Continuities and discontinuities in human evolution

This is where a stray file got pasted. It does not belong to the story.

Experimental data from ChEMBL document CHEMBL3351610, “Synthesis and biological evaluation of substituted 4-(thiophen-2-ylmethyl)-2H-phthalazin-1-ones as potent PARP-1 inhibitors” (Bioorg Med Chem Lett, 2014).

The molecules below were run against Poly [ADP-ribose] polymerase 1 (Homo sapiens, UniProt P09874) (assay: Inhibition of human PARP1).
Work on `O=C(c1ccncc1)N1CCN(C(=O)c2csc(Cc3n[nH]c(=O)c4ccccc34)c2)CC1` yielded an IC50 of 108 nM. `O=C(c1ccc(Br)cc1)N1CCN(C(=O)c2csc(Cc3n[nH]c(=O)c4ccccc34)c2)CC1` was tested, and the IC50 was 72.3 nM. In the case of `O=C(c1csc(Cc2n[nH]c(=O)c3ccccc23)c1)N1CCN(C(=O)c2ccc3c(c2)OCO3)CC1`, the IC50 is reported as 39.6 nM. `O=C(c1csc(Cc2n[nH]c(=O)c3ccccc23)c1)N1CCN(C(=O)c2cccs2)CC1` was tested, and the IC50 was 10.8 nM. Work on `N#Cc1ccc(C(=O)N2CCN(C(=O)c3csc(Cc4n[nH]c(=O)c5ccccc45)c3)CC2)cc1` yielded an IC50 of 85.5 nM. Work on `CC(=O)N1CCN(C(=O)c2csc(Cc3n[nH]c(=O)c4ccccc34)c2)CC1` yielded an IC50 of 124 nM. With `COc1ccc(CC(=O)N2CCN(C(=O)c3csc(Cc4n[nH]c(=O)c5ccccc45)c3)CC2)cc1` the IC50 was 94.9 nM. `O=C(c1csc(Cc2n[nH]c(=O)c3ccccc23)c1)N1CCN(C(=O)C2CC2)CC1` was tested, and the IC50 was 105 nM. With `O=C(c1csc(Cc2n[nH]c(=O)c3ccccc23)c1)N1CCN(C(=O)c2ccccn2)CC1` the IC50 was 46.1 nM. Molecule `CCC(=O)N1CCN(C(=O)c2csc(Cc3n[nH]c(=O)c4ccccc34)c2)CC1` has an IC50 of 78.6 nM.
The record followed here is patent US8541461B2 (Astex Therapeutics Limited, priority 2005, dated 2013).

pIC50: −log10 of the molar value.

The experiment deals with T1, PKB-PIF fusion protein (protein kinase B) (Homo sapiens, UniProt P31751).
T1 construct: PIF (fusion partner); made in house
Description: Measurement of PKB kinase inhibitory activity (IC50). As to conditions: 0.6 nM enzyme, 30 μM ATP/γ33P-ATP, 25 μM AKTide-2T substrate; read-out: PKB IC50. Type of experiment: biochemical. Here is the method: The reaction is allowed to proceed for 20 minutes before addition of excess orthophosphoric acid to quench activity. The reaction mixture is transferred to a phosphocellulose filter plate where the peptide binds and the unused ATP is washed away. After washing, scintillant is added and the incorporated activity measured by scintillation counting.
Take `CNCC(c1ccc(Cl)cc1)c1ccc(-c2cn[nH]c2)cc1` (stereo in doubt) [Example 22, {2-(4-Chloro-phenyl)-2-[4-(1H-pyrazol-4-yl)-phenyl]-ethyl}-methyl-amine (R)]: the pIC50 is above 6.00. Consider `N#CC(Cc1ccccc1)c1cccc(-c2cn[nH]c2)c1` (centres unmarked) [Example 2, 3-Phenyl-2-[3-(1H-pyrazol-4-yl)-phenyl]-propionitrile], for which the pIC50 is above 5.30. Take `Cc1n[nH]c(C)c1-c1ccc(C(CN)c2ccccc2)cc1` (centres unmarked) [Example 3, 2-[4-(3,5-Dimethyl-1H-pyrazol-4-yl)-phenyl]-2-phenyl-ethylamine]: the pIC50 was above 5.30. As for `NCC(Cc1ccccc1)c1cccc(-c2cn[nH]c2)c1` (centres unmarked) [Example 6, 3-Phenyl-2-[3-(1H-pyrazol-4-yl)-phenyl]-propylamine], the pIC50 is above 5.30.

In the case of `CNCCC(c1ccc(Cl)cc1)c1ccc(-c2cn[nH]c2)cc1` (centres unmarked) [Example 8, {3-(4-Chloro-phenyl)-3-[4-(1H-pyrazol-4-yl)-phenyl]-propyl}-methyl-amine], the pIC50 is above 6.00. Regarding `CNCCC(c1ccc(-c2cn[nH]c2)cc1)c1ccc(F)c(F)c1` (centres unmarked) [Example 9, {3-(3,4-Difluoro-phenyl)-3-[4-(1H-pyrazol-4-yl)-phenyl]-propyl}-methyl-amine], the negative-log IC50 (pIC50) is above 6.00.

This chapter explores the patterns of continuity and discontinuity that have resulted from human evolution. These patterns coexist, but are either overemphasized or underemphasized in different intellectual traditions, serving different rhetorical purposes. It begins with culture and kinship, the two earliest concepts in anthropology, and discusses their different usages in ethology, which emphasizes continuity with the apes. The chapter then distinguishes intelligence (as rational problem-solving capabilities), which is continuous with the mentality of apes, from wisdom, which incorporates features like insight and profundity, and whose adaptive value is more indirect. In parallel, the chapter differentiates primate submissiveness from humility in social behaviour, and altruism from grace. Like kinship, the emergence of behaviours or states of humility, grace, and wisdom involved forms and properties of knowledge that are not immediately utilitarian or adaptive. Their gradual emergence in human evolution was intellectual, emotional, social, and largely fictive.